How to deal with a Restrictive Covenant on a Property
Posted on: 27/05/2022
In this article, Commercial Property Solicitor Patsy Whitford looks at the implications of having a restrictive covenant on a property that you own or are looking to buy.
Patsy goes on to outline what happens when a covenant is breached and discusses how you can remove a covenant from your property.
What is a restrictive covenant on property?
A restrictive covenant (RC) is something that is recorded against your property and normally restricts you from doing something, for example:
- Changing the look of the outside of your house,
- Putting up an extension, or
- Using your property for commercial use.
It is worth noting that restrictive covenants are completely independent from a planning permission, so you do not automatically get consent to a breach of a RC if you have obtained planning permission.
What are some examples of restrictive covenants?
The most common and problematic covenants prevent changes to a property, such as altering the existing property or preventing new constructions or a change of use.
That said, restrictive covenants come in a number of different forms, from incredibly restrictive as described above, down to less relevant ones such as prohibiting extraction of sand to make bricks or preventing you from keeping pigs!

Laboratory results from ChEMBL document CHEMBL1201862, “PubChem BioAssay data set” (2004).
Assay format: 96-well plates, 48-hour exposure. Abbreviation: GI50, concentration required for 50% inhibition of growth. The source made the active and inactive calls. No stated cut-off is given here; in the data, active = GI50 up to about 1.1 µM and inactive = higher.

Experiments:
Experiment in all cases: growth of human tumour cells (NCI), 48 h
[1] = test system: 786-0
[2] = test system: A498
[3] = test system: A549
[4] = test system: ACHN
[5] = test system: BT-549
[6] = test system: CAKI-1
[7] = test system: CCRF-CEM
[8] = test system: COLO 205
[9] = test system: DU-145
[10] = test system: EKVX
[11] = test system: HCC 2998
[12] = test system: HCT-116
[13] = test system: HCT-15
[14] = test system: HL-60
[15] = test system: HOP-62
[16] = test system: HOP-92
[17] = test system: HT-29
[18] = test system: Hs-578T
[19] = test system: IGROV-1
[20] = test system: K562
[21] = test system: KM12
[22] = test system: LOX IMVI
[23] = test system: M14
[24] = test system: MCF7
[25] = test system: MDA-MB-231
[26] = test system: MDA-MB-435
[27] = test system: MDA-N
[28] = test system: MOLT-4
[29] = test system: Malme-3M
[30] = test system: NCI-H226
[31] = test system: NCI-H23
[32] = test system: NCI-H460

Do restrictive covenants devalue a property?
They can do, as there is such a broad level of what is restricted.
Can I build on land with a restrictive covenant?
Hopefully, yes! There are a number of ways of dealing with restrictive covenants from getting an indemnity policy to cover the risk if someone seeks to enforce the covenant to obtaining the consent of the person who benefits from the restrictive covenant.
As every restrictive covenant is different, the options available to deal with it are different.
However, as a word of warning, you must be very careful when dealing with RCs as trying to obtain consent from the relevant person removes your ability to get indemnity insurance.
What happens if you breach a restrictive covenant?
The person who has the benefit of the restrictive covenant can seek to enforce it.
Worst case scenario, you could have to demolish any building built in contravention of the covenant or make a significant payment for retrospective consent.
There is also no set payment scale for consent to a breach of restrictive covenant, so this could be very pricey!
What can I do if the property I’m buying has a restrictive covenant?
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